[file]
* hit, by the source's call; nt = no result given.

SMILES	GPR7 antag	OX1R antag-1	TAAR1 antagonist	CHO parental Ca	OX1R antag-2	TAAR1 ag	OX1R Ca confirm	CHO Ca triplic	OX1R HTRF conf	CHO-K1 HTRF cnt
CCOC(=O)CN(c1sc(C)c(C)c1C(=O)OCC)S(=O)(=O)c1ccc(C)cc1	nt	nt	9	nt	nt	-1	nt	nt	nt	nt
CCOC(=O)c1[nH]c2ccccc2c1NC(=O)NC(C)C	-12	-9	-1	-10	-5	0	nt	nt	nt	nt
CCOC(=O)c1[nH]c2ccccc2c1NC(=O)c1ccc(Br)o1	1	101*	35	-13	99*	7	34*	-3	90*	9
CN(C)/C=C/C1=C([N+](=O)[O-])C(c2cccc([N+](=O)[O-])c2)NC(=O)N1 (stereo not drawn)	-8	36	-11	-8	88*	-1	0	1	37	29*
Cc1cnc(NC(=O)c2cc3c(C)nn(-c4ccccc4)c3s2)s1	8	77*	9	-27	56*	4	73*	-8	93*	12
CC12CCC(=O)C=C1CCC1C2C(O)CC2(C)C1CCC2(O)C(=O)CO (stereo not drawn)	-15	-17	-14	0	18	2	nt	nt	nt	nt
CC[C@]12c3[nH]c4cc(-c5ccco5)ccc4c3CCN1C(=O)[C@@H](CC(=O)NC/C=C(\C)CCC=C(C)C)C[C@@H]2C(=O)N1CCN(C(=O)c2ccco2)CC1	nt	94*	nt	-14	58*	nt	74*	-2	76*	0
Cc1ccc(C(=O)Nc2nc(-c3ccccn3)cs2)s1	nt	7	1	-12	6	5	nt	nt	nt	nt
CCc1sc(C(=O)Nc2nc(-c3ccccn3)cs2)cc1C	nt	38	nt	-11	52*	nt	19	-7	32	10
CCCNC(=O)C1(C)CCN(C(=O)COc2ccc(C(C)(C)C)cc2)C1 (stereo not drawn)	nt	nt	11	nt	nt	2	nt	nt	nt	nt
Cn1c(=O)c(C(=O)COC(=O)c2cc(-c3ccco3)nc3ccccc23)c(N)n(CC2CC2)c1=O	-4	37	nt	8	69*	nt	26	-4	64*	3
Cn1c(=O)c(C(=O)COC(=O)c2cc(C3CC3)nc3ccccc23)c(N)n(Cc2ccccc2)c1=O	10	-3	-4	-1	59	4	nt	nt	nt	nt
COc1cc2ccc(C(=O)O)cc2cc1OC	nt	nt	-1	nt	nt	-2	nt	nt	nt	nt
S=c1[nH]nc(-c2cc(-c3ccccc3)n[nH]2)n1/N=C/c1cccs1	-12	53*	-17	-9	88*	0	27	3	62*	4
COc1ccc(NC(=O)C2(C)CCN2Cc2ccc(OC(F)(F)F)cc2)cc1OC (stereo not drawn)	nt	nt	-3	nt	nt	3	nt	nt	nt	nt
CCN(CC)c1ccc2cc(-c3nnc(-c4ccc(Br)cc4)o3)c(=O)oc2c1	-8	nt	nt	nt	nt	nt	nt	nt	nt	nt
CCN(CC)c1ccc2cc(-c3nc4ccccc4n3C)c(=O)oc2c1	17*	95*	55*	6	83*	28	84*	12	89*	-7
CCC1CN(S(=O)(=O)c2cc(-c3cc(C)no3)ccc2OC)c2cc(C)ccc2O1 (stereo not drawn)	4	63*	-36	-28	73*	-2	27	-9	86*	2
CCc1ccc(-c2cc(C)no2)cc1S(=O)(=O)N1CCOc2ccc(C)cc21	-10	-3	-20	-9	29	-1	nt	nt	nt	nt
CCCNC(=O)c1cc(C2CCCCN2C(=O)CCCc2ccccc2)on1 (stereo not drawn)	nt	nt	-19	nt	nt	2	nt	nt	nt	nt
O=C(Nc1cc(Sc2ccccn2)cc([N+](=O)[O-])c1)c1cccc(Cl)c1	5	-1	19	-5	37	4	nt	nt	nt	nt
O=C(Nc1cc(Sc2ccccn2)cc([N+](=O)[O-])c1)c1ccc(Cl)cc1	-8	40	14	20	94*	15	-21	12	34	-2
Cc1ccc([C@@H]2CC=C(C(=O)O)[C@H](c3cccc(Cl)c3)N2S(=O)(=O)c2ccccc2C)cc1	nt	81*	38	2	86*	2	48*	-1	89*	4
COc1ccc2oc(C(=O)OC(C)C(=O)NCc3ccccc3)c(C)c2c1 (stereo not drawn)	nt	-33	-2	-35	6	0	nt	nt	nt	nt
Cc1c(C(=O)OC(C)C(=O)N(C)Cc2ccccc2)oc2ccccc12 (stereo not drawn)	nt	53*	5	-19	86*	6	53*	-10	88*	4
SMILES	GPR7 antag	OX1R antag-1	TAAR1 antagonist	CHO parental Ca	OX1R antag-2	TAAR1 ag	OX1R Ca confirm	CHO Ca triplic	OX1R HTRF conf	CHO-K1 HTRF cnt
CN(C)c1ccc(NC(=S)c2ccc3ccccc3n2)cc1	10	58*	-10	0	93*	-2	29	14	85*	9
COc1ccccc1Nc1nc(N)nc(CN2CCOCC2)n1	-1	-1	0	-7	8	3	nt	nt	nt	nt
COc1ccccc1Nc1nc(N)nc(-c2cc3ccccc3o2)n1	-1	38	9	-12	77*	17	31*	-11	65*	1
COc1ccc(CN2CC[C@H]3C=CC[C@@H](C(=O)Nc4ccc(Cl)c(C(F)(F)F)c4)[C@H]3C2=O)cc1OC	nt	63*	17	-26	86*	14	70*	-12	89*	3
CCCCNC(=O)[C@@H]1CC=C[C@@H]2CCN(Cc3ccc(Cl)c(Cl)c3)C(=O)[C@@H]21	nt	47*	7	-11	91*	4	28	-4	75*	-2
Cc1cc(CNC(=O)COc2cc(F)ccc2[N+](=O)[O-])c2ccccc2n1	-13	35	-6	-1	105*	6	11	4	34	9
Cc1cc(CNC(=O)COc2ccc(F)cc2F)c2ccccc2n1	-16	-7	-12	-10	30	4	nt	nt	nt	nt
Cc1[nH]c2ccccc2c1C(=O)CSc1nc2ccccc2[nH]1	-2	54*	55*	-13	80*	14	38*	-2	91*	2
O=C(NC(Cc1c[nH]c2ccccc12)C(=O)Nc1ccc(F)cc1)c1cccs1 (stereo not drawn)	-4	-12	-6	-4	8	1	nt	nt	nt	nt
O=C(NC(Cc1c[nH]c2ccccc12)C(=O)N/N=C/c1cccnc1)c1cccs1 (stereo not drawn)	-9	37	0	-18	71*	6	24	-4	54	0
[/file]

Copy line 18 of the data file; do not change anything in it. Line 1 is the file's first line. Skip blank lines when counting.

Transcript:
CCN(CC)c1ccc2cc(-c3nnc(-c4ccc(Br)cc4)o3)c(=O)oc2c1	-8	nt	nt	nt	nt	nt	nt	nt	nt	nt